How to Become a Correctional Officer

Correctional officers have the job of overseeing those individuals that are arrested and are waiting for trial or those that have been sentenced to jail, prison, or some other type of reformatory terms. Correctional officers work in correctional institutions, which can be hazardous and quite stressful at times. This position has a high rate of nonfatal injuries.

Some of the duties of a correctional officer include:

  • Enforcing the rules and keeping order within prisons or jails.
  • Supervising the activities of the inmates.
  • Help in the counseling and rehabilitation of offenders.
  • Inspecting the conditions of the facilities to make sure that they meet the standards that have been established.
  • Searching inmates for items that are contraband.
  • Reporting on the conduct of the inmates.

Becoming a Correctional Officer

According to the Bureau of Labor Statistics (BLS), correctional officers normally must be at least 18 to 21 years of age, must be a U.S. citizen or permanent resident, and must have no felony convictions. In addition, new applicants for federal corrections positions must be appointed before they are 37 years of age.  In order to become a correctional officer a person will need to have graduated from high school or have an equivalent to a high school diploma.  There are some local and state correction agencies that will require a person applying for a position as a correctional officer to have some college credits. Often, military experience or law enforcement experience can be substituted for these requirements.

A person that wishes to work as a correctional officer in a federal prison will have to obtain a bachelor’s degree and also have three years of experience working full time in a field that involves offering assistance, supervision or counseling to people.


Some local, state, and federal departments of correction will provide training for their correctional officers that are based on the guidelines that were founded by the ACA (American Correctional Association). There are some states that have regional training academies available for their local agencies. During this training an individual will receive instruction on a variety of subjects including regulations, institutional policies, operations,  and security and custody procedures.

Once an individual has completed the formal academy instruction, on the job training  is provided by local and state correctional agencies. This will include training on interpersonal relations and legal restrictions. There are many facilities that will provide self-defense training as well as firearms proficiency to their correctional officer trainees.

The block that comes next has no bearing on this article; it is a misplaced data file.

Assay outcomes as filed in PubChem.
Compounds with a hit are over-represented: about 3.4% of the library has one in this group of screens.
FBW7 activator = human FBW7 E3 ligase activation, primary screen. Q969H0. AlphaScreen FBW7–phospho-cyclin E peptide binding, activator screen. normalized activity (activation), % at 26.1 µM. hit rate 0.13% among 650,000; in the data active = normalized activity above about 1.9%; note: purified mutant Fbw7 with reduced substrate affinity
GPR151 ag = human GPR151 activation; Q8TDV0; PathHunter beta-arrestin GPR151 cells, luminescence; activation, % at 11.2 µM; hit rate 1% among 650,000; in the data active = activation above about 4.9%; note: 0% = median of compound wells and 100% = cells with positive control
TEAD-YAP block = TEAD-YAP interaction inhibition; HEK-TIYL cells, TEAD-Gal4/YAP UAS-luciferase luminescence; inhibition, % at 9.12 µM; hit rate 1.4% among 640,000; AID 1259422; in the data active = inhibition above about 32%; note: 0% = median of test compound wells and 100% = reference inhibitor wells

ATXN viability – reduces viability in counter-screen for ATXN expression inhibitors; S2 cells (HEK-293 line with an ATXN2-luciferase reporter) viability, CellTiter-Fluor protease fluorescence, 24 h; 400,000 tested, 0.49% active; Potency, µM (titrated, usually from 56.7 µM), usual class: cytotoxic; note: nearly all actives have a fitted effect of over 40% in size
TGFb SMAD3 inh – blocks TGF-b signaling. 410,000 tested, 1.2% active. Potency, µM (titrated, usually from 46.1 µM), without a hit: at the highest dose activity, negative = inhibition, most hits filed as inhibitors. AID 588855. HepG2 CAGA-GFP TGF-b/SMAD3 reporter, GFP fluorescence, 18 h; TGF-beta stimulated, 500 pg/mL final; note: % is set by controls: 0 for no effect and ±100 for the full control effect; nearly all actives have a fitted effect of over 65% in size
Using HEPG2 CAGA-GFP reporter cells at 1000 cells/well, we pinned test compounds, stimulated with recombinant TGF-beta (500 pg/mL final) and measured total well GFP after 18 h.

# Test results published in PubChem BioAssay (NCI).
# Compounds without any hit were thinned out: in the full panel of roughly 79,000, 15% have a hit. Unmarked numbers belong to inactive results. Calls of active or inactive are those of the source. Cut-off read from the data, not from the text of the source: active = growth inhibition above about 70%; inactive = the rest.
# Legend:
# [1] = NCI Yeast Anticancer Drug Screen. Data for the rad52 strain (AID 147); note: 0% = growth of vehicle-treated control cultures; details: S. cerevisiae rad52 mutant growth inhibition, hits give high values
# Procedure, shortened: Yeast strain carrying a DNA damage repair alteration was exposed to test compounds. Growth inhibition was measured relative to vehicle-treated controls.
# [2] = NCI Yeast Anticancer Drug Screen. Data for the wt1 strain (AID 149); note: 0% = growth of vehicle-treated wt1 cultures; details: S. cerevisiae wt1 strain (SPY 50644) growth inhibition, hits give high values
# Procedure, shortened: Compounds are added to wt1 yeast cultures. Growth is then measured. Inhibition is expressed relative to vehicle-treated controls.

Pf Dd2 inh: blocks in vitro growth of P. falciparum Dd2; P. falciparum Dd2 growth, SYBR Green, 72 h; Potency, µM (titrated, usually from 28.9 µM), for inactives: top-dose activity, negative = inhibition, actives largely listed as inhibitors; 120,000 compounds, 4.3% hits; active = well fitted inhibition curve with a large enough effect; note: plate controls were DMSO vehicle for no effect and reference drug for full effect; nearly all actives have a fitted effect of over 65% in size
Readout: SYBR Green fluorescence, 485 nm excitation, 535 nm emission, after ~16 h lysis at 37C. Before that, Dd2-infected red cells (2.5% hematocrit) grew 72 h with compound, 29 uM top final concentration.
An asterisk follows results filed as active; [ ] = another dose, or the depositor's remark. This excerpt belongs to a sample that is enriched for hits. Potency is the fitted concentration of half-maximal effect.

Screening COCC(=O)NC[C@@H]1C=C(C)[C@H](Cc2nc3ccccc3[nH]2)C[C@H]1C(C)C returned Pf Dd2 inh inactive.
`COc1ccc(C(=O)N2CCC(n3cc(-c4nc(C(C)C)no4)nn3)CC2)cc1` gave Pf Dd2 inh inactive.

A new correctional officer at a federal facility is required to undergo formal training for 200 hours throughout their initial year of being employed. This includes 120 hours training that takes place at the United States Federal Bureau of Prisons training center. Officers that have been on the job for awhile receive in-service training each year to keep up with new procedures and developments.

Career Advancement

One option for someone interested in this field is to become a part of the prison tactical response team. These individuals are trained on how to respond in hostage situations, riots, and other disturbances that could be potentially dangerous. There are a number of certifications that help further a correctional officer career.

A person who qualifies may advance into the correctional sergeant position. The correctional sergeant is responsible for directing the activities of the other officers and maintaining security throughout the facility. There are also administrative positions and supervisory positions available for those correctional officers that qualify.

Job Prospects

There are some state and local correctional facilities that have a high rate of turnover because of shift work combined with low salaries. This is in combination with the stress of the job. There should be many jobs opening in this field based on individuals transferring to other positions, retiring, or leaving the labor force.